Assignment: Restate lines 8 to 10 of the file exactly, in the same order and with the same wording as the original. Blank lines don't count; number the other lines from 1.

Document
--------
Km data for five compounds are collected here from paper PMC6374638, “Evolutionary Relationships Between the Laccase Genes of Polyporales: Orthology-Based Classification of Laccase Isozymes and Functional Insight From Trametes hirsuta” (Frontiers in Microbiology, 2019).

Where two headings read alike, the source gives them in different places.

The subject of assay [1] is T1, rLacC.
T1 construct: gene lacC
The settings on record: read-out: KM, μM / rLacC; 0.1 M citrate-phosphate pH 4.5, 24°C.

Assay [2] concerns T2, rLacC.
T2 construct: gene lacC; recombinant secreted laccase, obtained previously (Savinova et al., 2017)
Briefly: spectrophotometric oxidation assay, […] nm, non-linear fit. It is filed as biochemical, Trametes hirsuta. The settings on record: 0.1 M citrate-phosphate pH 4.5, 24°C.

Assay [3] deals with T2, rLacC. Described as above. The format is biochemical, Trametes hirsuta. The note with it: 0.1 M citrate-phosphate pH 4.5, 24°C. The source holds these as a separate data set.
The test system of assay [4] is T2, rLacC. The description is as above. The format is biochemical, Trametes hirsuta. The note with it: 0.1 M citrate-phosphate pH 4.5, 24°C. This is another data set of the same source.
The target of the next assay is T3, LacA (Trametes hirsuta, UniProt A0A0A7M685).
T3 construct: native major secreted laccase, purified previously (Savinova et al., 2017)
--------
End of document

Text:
Briefly: spectrophotometric oxidation assay, […] nm, non-linear fit. It is filed as biochemical, Trametes hirsuta. The settings on record: 0.1 M citrate-phosphate pH 4.5, 24°C.

Assay [3] deals with T2, rLacC. Described as above. The format is biochemical, Trametes hirsuta. The note with it: 0.1 M citrate-phosphate pH 4.5, 24°C. The source holds these as a separate data set.
The test system of assay [4] is T2, rLacC. The description is as above. The format is biochemical, Trametes hirsuta. The note with it: 0.1 M citrate-phosphate pH 4.5, 24°C. This is another data set of the same source.